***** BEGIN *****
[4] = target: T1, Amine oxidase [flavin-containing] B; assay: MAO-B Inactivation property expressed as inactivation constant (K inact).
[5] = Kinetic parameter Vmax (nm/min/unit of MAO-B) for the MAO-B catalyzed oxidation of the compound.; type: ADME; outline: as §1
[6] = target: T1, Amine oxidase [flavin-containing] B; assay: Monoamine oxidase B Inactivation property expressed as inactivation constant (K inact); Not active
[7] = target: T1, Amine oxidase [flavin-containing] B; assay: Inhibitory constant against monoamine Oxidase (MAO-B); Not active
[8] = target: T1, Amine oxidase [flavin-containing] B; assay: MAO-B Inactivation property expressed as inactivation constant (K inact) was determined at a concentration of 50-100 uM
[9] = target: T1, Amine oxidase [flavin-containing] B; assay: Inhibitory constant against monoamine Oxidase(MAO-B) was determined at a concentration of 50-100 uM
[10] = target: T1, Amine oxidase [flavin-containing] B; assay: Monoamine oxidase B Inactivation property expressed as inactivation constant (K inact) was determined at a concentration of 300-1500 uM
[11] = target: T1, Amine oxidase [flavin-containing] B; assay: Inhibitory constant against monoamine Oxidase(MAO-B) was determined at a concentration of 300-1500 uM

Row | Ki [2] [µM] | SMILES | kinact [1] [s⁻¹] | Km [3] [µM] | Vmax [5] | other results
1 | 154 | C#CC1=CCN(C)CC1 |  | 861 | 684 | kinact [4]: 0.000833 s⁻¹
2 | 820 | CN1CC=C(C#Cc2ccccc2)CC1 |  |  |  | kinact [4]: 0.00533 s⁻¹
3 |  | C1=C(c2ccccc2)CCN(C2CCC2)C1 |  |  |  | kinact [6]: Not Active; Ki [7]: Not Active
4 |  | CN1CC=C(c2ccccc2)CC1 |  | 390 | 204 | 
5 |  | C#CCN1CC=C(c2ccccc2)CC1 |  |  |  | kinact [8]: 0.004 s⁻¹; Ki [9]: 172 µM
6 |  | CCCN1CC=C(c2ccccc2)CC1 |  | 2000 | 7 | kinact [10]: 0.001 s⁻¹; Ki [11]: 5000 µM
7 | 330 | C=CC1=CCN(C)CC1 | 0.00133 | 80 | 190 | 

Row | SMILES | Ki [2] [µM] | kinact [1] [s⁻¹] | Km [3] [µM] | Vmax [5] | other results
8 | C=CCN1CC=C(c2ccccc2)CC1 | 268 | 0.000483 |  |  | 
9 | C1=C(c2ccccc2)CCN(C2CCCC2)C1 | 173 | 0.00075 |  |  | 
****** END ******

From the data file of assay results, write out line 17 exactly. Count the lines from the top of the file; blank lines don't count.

Row | SMILES | Ki [2] [µM] | kinact [1] [s⁻¹] | Km [3] [µM] | Vmax [5] | other results